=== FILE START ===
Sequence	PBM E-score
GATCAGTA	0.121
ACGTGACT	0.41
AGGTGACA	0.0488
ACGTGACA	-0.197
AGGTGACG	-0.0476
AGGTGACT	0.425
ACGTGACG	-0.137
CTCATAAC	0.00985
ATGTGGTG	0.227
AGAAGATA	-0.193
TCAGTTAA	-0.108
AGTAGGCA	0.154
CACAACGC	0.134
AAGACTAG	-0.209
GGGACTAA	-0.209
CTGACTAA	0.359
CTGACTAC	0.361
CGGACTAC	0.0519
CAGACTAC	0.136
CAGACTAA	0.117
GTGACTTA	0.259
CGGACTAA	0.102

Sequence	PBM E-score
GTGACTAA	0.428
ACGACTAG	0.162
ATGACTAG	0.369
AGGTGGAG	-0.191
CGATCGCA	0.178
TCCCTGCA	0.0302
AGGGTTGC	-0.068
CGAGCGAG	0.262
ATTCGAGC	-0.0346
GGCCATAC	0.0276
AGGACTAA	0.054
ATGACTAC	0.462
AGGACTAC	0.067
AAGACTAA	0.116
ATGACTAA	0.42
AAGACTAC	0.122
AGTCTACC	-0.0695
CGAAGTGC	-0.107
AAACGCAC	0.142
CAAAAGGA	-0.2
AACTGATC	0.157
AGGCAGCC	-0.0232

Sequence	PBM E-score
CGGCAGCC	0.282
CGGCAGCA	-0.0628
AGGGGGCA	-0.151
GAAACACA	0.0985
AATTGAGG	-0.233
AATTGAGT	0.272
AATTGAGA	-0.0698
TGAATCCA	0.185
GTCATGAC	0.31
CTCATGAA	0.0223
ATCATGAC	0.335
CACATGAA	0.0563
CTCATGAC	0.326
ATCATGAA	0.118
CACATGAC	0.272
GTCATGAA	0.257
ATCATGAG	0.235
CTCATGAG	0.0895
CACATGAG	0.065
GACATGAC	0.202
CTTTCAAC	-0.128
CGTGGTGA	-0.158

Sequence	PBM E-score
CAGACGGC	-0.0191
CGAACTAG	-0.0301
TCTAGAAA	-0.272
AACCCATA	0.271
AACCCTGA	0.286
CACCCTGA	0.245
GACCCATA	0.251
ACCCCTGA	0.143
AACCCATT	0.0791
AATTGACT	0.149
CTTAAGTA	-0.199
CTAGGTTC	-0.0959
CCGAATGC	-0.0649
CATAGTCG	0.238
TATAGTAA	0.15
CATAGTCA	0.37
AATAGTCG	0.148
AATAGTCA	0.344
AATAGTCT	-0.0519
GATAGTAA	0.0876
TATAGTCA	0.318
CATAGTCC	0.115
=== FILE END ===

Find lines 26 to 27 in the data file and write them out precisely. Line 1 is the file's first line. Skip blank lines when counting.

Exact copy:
ACGACTAG	0.162
ATGACTAG	0.369